What Would Marsha Do?

I’ve had a stressful and unhappy year. My oldest daughter barely survived seventh grade. There were enough tears to fill an Olympic-sized swimming pool, and there were many nights spent worrying over her. There were also many evenings of stressing over homework and grades and friends and boys and teachers and clothes and gym class.... Continue Reading →

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Fiction Friday: Chapter 14

Read previous chapters here. Chapter 14 Leda drives Walt to the physical therapist several times a week. His mobility seems to have improved, although lately he is less agreeable and more uncontrollable. His body is rejecting its treatment, telling him that he is no longer the master of it. This frustrates Walt, a man who... Continue Reading →

Fiction Friday: Chapter 7

Read previous chapters here. Chapter 7 Walt has finally come home. It has been weeks, but he has finally awoken. He is still not the same, not her husband. He talks slowly and incoherently, sometimes being demanding and pushy. Leda reminds herself that he must be frustrated, unable to control his body that has earned... Continue Reading →

Religious Journeying

I have learned a lot about faith in the last few years. Events in my religious community have caused me to examine my own beliefs and to study and ponder more on the issues that are important to me. I am learning to be, as Emma Goldman suggested, “broad and big” in trying to understand... Continue Reading →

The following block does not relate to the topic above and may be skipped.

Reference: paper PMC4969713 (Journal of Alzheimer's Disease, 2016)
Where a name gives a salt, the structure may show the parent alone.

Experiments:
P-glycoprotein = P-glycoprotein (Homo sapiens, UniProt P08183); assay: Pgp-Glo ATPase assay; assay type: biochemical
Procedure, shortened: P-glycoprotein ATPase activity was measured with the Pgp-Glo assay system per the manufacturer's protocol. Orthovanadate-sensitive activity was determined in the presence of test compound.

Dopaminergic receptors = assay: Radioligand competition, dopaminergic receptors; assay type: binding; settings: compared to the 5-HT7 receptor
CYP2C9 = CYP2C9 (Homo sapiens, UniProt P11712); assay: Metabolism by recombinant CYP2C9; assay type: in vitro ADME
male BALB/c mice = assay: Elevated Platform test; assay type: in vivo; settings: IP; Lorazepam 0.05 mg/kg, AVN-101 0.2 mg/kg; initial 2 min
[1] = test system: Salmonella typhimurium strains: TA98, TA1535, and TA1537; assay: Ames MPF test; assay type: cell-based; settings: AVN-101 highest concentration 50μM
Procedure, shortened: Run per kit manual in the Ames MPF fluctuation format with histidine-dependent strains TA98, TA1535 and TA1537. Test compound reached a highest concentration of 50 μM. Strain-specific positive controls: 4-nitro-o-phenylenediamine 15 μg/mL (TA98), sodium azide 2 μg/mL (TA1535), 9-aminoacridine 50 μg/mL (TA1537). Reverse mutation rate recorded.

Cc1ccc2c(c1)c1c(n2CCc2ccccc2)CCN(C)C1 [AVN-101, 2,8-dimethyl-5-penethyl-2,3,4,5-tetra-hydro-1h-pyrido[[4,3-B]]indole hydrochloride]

The Letters of Laura Ingalls Wilder

Yes, I’m obsessed with Laura Ingalls Wilder. It began when I was a young girl staying up late to read her books. It has grown since I’ve read those Little House books to my daughter. And now that I’ve visited her home at Rocky Ridge Farm in Mansfield, Missouri, I can’t stop reading about her.... Continue Reading →

Girlhood Memories from Mary McCarthy

I loved this book! I absolutely loved it. Yes, it was a collection of essays about author Mary McCarthy’s childhood that at times were written intellectually, but it had the charm and flourish of her creative voice. After each chapter, she included a commentary chapter, explaining how much of the essay was true and how... Continue Reading →

The Woman Warrior

I’ve finally read Maxine Hong Kingston’s The Woman Warrior (1975), a book I have heard so much about but somehow never got to until now. The book is creative non-fiction, a memoir of Kingston’s Chinese childhood among “ghosts.” Ghosts are white Americans, and reading this book gave me access to what it must really be... Continue Reading →

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